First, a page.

"Help! I've bought an old house!" is the plea that James C. Massey, executive director of the Historic House Association of America, hears each day as new owners meet renewal problems, head on.
While dozens of new books and publications are coming to the aid of individual restorers, the Historic House Association, founded in 1978, is today the only national nonprofit membership organization that has risen to meet the need. Though separate, it is a direct spinoff of the National Trust for Historic Preservation and rents quarters at Trust headquarters, 1600 H Street, in Washington.
Mr. Massey estimates that there are 500,000 privately owned historic buildings in the US today, including New york brownstones, Newport mansions, Victorian cottages, old churches, firehouses, and log cabins. Some 6,000 of these historic properties are open to the public, and visitors can view them inside and out.
Mr. Massey says that a structure need not be famous to be historic. "We consider any building historic if it is over 50 years old and has some architectural, cultural, or historic interest." These buildings are important, he says, because they enrich their communities and because if they are torn down or allowed to deteriorate, there is no way to replace them, ever." People who own old houses that may not be all that "historic," are welcomed as well, since old is old.
The houses of members include the 250-room stately home called "Biltmore" in Asheville, N.C., built by George Vanderbilt over 85 years ago and now owned and administered by William A. V. Cecil, chairman of the Historic House Association of America.
Or consider the trim, four-room pre-Civil War house in the Plains, Va., which Randie Lawrence, a woman in her 20s, bought "as an old wreck" for $5,000 and spent $13,000 and two years of her time restoring. Or, the run-down Victorian house, built in the 1880s in Little Rock, Ark., which appealed to John and Martha Matthews and inspired them to tackle a complete and careful restoration job.
In Washington, D.C. designer Dudley Brown lost his heart to a dilapidated townhouse built in 1870 in Washington's old Capitol Hill district and brought it back to life. While in Cape May's historic district in New Jersey, Tom and Sue Carroll are making their restored Victorian mansion "earn its keep" by running it as the Mainstay Inn and letting out nine guest rooms.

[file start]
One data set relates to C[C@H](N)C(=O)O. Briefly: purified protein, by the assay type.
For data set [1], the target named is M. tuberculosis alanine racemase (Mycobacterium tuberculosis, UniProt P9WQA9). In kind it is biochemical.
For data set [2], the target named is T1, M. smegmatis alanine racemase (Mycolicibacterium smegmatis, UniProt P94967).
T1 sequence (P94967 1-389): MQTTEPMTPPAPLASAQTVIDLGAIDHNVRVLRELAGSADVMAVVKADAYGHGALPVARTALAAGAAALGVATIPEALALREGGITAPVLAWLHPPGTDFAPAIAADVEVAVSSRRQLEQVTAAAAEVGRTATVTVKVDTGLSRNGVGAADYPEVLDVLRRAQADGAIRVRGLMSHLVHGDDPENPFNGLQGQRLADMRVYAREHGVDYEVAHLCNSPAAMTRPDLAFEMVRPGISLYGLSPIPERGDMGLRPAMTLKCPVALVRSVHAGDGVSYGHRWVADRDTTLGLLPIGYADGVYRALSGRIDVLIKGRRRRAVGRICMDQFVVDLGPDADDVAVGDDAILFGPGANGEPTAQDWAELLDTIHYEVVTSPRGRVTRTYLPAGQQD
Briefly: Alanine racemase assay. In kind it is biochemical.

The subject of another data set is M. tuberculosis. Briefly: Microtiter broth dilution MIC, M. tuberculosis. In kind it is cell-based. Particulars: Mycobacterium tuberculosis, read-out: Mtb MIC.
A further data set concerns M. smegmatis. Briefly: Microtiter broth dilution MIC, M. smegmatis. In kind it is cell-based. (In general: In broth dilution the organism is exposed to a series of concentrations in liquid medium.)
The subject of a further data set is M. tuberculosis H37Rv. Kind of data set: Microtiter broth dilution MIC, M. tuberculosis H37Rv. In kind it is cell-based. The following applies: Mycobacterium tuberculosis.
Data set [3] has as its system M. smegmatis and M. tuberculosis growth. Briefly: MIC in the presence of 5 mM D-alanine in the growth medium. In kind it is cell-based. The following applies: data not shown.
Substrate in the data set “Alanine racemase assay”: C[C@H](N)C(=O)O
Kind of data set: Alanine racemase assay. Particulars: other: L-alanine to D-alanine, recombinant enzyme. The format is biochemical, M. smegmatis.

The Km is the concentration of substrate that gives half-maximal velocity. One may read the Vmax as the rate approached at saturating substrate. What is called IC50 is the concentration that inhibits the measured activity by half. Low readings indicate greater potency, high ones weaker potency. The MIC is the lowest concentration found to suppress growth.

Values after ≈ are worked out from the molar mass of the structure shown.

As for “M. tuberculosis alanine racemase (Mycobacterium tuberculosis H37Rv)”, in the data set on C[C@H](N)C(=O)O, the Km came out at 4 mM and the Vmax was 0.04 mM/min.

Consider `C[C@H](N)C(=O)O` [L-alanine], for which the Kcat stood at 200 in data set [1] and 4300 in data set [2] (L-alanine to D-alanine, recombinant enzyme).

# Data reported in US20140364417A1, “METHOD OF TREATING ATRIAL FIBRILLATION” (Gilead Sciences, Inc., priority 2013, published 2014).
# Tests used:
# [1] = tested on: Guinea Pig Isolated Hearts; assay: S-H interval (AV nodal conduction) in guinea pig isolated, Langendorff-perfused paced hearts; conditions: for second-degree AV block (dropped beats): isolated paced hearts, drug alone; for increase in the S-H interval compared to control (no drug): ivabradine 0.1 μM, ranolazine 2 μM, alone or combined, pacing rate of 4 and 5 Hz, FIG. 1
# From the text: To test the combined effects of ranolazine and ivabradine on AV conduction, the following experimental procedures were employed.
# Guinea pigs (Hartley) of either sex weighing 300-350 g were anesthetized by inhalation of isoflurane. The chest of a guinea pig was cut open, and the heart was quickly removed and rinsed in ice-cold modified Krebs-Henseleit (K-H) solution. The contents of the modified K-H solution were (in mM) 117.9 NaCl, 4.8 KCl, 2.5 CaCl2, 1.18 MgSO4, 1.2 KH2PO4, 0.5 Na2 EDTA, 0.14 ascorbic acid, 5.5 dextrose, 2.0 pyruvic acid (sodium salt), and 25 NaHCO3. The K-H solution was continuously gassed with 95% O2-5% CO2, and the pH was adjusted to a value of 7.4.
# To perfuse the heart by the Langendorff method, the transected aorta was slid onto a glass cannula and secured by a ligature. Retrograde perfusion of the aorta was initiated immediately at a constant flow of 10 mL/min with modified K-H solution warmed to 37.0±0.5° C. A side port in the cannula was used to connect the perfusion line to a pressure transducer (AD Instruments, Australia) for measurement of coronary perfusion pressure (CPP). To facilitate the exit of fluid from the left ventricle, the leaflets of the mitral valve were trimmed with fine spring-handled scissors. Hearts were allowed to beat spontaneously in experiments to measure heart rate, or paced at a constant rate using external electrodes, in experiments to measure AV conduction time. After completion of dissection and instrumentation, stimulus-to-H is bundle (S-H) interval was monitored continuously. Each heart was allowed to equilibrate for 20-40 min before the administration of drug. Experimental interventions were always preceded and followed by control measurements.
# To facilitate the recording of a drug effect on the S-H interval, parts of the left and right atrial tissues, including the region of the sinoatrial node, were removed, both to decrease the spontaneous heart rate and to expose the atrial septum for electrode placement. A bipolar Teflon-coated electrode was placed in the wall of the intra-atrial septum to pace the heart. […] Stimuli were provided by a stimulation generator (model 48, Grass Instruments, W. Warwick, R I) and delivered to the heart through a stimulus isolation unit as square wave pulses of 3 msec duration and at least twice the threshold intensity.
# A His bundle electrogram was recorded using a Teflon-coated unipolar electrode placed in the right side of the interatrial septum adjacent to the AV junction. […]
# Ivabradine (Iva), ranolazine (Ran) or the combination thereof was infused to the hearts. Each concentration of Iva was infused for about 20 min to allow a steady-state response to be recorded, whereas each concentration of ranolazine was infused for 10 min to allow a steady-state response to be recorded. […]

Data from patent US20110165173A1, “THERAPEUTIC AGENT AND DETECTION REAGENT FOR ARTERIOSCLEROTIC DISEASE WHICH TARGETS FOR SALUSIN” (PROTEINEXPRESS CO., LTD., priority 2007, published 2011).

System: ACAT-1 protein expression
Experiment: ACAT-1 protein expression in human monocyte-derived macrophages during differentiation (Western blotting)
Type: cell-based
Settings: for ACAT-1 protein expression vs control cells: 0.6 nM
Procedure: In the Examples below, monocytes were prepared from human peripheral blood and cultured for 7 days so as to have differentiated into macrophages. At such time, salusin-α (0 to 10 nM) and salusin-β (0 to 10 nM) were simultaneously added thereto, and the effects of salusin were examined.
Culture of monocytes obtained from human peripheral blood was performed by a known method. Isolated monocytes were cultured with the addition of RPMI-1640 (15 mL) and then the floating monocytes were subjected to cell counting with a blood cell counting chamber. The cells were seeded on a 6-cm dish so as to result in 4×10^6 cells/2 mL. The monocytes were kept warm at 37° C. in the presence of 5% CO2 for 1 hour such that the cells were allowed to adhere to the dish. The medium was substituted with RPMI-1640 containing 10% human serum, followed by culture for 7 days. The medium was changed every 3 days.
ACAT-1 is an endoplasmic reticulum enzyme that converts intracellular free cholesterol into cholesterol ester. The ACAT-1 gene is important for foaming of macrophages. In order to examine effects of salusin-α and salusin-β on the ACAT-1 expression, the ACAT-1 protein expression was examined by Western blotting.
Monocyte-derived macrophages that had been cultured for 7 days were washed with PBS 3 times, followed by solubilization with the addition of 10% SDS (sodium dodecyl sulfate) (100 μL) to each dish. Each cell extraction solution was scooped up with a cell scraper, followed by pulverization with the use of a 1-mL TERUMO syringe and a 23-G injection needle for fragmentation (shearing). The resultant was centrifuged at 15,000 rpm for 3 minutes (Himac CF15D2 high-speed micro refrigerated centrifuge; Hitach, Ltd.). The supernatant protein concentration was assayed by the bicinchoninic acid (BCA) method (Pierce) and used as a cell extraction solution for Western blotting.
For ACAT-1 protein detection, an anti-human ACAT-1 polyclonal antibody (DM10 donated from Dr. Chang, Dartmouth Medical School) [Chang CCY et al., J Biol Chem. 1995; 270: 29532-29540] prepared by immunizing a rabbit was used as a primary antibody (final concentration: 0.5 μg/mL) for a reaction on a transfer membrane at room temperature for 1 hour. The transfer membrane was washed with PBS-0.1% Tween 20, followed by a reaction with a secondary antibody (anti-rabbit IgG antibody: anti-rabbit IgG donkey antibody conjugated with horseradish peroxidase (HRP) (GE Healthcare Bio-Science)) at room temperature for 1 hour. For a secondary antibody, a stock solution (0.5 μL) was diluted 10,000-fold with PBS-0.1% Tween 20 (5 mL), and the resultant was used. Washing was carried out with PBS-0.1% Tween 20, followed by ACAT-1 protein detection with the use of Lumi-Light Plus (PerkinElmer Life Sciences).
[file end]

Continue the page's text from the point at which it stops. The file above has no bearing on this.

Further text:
Problems that confront almost all old-house owners are essentially the same. In order of priority, they include energy conservation, security, and protection from theft, vandalism, and fire, taxes, and help in passing the house on the next generation intact.
Many members want to know if their house qualifies to be put on the National Historic Register, which might, in turn, qualify them for grants or low-interest loans for rehabilitation work.
The association maintains a complete reference service on questions of restoration and maintenance. It also cosponsors, with the Smithsonian Institution, spring and fall week-long courses on "How to Preserve Your Historic House." Last fall it cosponsored a conference at Oakland University on mansions and estates, and this June 5-7, it will cosponsor with harriton, a house museum in Bryn Mawr, Pa., a seminar on managing wear and tear in historic house museums.
Private owners are protecting and preserving much of the nation's irreplaceable architectural heritage, Mr. Massey concludes. "They have been hit by both inflation and recession, and they deserve all the help they can get."